The same can be said for the Thundering Herd, who started the year 2-15 against Division I opponents but, in league play, won seven out of ten at one point. Dan D’antoni, Mike’s brother, plays an uptempo, gun-slinging style, adds a number of shooters and brings back Ryan Taylor.

MORE: 2015-16 Season Preview Coverage | Conference Previews | Preview Schedule


  • Favorite: “Most will say UAB because they’re coming off of that tournament win, but I like Old Dominion, too. They have best guard group in the conference. Defensively, they’re really hard to score on and physically tough. Trey Freeman is the best point guard and leader in the league. It will come down to whether [Brandon Stith] can replace what they lost up front.”
  • Sleeper: “Rice. I think they have a chance to finish in the top couple spots. Marcus Jackson and Max Guercy are a veteran back court, and with the addition of Egor Koulechov from Arizona State, if he’s really good they’ve got a chance to be really good. Mike Rhoades has done a really good job, and last year they got better as the year went on. If they continue that momentum, look out.”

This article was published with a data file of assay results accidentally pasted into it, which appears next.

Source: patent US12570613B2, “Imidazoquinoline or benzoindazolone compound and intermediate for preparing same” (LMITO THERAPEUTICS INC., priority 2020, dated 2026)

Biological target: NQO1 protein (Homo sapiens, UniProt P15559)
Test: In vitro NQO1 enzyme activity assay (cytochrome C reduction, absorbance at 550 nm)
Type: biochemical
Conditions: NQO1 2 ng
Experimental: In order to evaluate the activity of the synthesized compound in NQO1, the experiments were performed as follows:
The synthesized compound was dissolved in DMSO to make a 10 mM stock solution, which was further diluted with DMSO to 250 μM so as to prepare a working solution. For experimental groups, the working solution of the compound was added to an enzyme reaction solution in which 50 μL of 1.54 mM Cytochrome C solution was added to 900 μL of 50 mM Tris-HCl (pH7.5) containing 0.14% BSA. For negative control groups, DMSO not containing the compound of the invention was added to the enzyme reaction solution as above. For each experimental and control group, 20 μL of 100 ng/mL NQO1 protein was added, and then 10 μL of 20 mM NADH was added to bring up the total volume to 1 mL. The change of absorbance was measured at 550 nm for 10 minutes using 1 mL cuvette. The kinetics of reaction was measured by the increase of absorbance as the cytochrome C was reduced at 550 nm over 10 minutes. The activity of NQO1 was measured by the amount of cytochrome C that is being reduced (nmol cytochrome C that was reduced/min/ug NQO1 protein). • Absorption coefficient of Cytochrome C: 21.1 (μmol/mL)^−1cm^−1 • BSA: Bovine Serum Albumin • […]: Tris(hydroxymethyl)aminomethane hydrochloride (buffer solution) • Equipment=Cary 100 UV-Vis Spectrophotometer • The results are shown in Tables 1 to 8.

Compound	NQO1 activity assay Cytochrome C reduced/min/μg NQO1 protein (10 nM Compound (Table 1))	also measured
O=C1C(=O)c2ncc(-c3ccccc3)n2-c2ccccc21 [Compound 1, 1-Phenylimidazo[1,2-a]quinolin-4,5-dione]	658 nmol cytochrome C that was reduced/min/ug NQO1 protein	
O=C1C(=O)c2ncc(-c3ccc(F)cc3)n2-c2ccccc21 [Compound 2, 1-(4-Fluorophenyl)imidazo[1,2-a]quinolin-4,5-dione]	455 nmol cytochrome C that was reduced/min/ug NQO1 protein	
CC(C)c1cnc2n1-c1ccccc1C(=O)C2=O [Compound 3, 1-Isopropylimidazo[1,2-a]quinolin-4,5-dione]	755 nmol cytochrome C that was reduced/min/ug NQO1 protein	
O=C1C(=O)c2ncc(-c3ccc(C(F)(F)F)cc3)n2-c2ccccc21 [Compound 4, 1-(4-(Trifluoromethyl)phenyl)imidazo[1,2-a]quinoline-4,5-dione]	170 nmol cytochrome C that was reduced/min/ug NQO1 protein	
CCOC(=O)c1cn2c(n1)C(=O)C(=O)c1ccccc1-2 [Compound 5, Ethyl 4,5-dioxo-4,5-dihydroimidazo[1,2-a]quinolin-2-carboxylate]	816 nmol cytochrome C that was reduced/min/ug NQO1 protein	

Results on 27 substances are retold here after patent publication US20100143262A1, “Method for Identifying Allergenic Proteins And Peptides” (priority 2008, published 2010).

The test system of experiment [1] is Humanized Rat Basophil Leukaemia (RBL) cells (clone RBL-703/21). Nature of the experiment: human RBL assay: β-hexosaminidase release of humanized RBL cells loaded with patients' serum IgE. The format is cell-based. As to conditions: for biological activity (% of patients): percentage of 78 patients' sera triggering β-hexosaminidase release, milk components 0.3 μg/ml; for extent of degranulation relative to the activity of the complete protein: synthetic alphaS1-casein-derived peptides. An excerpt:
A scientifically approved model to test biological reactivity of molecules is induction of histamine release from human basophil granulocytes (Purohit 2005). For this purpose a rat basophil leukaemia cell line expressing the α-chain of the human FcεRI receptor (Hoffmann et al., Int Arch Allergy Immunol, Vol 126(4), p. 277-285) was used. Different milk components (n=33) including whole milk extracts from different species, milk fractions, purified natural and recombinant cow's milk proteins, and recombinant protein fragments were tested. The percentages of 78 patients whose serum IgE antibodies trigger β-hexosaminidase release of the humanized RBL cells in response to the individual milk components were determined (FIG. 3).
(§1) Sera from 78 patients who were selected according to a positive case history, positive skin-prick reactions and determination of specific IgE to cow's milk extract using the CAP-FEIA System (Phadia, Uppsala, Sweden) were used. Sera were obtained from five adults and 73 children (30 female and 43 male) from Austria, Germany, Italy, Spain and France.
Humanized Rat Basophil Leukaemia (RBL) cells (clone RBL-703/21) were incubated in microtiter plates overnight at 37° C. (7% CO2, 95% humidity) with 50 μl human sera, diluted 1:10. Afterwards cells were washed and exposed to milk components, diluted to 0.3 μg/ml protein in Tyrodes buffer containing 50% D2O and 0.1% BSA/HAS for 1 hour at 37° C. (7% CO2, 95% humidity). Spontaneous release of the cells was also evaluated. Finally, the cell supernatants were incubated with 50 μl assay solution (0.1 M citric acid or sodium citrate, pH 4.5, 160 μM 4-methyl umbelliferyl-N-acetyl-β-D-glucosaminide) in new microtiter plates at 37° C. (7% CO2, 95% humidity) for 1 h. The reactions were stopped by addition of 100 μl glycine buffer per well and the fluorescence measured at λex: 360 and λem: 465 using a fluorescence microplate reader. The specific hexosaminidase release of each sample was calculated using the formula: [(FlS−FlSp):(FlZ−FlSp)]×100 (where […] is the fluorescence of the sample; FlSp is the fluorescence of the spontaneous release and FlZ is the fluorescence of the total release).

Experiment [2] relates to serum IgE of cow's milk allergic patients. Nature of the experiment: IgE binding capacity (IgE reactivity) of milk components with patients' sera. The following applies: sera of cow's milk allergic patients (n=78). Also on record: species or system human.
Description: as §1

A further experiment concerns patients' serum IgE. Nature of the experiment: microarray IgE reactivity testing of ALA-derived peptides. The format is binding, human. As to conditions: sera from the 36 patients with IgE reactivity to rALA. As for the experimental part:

• Star to watch: “UAB’s William Lee. He’s the best NBA prospect. The last month of the year, he was as good as anyone in the league. He’s a 6-foot-9 combo-forward that’s athletic and has three-point range. Given his versatility and his talent level, he could have a breakout year.”


Freeman was the best player in the conference last season, and after a full offseason of improvement, it’s hard to imagine he’ll be anything other than the same this year. Freeman is a scoring point guard that can breakdown a defense, but he’s also capable of making plays for his teammates. He’s the reason ODU has a real shot at unseating UAB at the top of the league.


  • William Lee, UAB: Lee, a 6-foot-9 combo-forward, averaged 11.9 points, 8.1 boards and 2.3 blocks while shooting 44.4 percent from three over the last 12 games. He wasn’t healthy until February, either.